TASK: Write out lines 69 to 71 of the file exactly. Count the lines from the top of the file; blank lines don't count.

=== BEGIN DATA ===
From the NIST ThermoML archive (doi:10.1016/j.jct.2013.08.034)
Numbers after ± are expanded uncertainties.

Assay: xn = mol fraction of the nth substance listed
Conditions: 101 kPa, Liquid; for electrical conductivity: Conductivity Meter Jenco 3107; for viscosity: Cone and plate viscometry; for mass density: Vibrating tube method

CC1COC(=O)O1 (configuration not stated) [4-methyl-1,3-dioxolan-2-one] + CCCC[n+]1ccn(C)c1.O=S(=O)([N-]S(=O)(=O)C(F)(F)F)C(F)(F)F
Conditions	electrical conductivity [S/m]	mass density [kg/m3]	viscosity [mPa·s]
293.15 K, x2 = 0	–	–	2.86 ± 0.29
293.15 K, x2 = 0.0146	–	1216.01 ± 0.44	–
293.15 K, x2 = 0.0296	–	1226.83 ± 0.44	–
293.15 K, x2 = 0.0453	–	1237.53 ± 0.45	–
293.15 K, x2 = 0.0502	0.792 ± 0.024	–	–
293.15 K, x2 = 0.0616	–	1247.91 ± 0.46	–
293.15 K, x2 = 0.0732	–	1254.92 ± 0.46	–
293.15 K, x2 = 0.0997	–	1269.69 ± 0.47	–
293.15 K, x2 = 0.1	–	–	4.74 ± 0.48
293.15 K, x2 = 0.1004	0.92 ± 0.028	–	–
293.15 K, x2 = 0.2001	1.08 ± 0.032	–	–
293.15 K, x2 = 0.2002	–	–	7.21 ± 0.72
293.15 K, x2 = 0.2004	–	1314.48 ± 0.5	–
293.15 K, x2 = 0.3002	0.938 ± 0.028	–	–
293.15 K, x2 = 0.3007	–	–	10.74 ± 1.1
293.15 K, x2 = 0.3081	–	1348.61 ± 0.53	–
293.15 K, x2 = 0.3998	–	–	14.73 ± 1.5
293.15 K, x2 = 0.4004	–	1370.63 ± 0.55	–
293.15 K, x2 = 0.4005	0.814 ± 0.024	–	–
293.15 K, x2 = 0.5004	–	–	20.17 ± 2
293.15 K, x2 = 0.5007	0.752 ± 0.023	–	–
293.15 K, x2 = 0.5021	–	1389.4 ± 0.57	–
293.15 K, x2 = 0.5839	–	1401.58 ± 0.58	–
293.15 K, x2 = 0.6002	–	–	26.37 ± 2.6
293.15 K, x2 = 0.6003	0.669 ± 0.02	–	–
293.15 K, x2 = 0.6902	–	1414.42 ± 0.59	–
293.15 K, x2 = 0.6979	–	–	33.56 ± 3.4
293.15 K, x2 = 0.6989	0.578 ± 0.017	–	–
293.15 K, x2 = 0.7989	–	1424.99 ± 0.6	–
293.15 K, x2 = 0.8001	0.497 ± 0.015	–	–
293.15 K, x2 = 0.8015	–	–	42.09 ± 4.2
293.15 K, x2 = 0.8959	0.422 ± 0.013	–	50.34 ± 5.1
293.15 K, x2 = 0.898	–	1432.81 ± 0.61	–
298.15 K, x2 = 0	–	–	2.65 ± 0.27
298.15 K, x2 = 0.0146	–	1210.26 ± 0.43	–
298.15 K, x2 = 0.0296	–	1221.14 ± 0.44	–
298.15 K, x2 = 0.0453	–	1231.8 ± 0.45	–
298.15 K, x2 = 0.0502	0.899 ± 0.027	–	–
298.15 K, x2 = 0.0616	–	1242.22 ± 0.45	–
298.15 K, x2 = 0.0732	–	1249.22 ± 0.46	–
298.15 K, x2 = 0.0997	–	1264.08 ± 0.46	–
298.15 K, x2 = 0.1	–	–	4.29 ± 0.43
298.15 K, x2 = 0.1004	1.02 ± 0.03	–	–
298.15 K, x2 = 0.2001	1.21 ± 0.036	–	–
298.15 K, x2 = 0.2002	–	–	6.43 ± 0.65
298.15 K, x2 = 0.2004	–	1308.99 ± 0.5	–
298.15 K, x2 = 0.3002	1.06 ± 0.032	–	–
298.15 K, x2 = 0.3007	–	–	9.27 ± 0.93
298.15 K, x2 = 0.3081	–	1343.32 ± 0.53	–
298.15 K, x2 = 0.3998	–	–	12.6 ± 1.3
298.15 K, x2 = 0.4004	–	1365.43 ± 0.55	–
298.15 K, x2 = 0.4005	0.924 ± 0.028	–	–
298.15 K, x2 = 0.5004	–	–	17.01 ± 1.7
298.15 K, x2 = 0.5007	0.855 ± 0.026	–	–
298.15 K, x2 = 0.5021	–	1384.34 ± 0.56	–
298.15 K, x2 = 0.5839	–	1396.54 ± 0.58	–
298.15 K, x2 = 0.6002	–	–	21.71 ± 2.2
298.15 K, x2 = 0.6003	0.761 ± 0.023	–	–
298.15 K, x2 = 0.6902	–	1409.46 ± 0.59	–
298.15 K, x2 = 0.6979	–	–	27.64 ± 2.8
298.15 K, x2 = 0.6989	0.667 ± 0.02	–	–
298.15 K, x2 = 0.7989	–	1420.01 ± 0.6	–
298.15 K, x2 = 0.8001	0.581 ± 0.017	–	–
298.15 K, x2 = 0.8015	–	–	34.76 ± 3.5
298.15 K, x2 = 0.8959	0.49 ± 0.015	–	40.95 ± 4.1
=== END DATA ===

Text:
298.15 K, x2 = 0.8001	0.581 ± 0.017	–	–
298.15 K, x2 = 0.8015	–	–	34.76 ± 3.5
298.15 K, x2 = 0.8959	0.49 ± 0.015	–	40.95 ± 4.1